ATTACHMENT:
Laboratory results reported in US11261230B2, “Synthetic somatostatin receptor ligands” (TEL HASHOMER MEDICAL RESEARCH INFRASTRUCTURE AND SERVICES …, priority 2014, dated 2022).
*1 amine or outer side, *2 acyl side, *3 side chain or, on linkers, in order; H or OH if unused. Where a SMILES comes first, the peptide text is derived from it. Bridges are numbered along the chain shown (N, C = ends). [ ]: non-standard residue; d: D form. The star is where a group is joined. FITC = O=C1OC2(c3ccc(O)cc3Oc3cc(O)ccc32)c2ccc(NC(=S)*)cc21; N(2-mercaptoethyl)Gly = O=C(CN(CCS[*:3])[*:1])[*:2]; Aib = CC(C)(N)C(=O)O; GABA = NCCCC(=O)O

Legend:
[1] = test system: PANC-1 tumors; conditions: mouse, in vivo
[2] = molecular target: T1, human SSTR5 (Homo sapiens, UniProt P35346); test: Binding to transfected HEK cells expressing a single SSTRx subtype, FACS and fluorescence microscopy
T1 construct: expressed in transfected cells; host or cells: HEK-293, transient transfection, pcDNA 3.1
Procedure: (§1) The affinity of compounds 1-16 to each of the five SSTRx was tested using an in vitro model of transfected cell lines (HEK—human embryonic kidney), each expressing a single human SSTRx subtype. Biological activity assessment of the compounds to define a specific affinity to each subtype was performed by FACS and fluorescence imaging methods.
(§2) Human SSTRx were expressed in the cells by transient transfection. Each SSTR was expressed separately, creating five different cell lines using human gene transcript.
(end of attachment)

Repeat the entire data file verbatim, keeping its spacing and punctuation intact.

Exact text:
Laboratory results reported in US11261230B2, “Synthetic somatostatin receptor ligands” (TEL HASHOMER MEDICAL RESEARCH INFRASTRUCTURE AND SERVICES …, priority 2014, dated 2022).
*1 amine or outer side, *2 acyl side, *3 side chain or, on linkers, in order; H or OH if unused. Where a SMILES comes first, the peptide text is derived from it. Bridges are numbered along the chain shown (N, C = ends). [ ]: non-standard residue; d: D form. The star is where a group is joined. FITC = O=C1OC2(c3ccc(O)cc3Oc3cc(O)ccc32)c2ccc(NC(=S)*)cc21; N(2-mercaptoethyl)Gly = O=C(CN(CCS[*:3])[*:1])[*:2]; Aib = CC(C)(N)C(=O)O; GABA = NCCCC(=O)O

Legend:
[1] = test system: PANC-1 tumors; conditions: mouse, in vivo
[2] = molecular target: T1, human SSTR5 (Homo sapiens, UniProt P35346); test: Binding to transfected HEK cells expressing a single SSTRx subtype, FACS and fluorescence microscopy
T1 construct: expressed in transfected cells; host or cells: HEK-293, transient transfection, pcDNA 3.1
Procedure: (§1) The affinity of compounds 1-16 to each of the five SSTRx was tested using an in vitro model of transfected cell lines (HEK—human embryonic kidney), each expressing a single human SSTRx subtype. Biological activity assessment of the compounds to define a specific affinity to each subtype was performed by FACS and fluorescence imaging methods.
(§2) Human SSTRx were expressed in the cells by transient transfection. Each SSTR was expressed separately, creating five different cell lines using human gene transcript.